Diagnosis and differential diagnosis of large-vessel vasculitides
- Rheumatology International
Authors: Gokhan Keser, Kenan Aksu
Publisher: Springer Berlin Heidelberg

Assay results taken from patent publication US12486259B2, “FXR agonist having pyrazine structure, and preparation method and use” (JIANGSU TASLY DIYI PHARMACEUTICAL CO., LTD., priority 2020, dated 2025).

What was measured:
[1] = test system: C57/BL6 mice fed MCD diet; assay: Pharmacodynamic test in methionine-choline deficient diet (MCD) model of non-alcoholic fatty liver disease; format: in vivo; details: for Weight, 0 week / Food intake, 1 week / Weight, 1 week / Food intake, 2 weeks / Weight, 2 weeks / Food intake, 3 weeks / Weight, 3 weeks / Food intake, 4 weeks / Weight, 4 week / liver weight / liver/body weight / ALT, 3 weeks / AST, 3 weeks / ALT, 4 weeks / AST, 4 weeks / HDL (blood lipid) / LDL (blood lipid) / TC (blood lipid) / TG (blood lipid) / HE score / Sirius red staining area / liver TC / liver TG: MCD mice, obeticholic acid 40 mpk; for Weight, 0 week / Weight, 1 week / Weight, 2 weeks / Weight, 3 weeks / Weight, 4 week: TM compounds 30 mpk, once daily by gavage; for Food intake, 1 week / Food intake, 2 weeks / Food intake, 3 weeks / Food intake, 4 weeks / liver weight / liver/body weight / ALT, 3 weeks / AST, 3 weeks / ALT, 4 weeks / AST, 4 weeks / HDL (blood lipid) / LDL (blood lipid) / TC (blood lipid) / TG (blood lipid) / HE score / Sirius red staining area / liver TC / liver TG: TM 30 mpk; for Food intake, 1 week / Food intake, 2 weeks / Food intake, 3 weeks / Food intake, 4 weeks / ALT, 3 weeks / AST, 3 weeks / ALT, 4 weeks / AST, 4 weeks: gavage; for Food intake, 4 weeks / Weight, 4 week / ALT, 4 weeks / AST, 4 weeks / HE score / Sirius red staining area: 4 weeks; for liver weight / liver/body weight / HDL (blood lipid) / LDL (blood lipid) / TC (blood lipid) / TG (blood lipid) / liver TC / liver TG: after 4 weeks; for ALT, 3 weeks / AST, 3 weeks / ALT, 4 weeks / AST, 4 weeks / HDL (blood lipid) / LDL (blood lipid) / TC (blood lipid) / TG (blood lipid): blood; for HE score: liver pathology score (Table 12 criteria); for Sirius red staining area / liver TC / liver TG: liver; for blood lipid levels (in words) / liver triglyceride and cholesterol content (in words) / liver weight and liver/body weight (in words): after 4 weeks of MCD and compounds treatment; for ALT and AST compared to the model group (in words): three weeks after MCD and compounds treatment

There are no universally accepted diagnostic criteria for large-vessel vasculitides (LVV), including giant cell arteritis (GCA) and Takayasu arteritis (TAK). Currently, available classification criteria cannot be used for the diagnosis of GCA and TAK. Early diagnosis of these two diseases is quite challenging in clinical practice and may be accomplished only by combining the patient symptoms, physical examination findings, blood test results, imaging findings, and biopsy results, if available. Awareness of red flags which lead the clinician to investigate TAK in a young patient with persistent systemic inflammation is helpful for the early diagnosis. It should be noted that clinical presentation may be highly variable in a subgroup of GCA patients with predominant large-vessel involvement (LVI) and without prominent cranial symptoms. Imaging modalities are especially helpful for the diagnosis of this subgroup. Differential diagnosis between older patients with TAK and this subgroup of GCA patients presenting with LVI may be difficult. Various pathologies may mimic LVV either by causing systemic inflammation and constitutional symptoms, or by causing lumen narrowing with or without aneurysm formation in the aorta and its branches. Differential diagnosis of aortitis is crucial. Infectious aortitis including mycotic aneurysms due to septicemia or endocarditis, as well as causes such as syphilis and mycobacterial infections should always be excluded. On the other hand, the presence of non-infectious aortitis is not unique for TAK and GCA. It should be noted that aortitis, other large-vessel involvement or both, may occasionally be seen in various other autoimmune pathologies including ANCA-positive vasculitides, Behçet’s disease, ankylosing spondylitis, sarcoidosis, and Sjögren’s syndrome. Besides, aortitis may be idiopathic and isolated. Atherosclerosis should always be considered in the differential diagnosis of LVV. Other pathologies which may mimic LVV include, but not limited to, congenital causes of aortic coarctation and middle aortic syndrome, immunoglobulin G4-related disease, and hereditary disorders of connective tissue such as Marfan syndrome and Ehler–Danlos syndrome.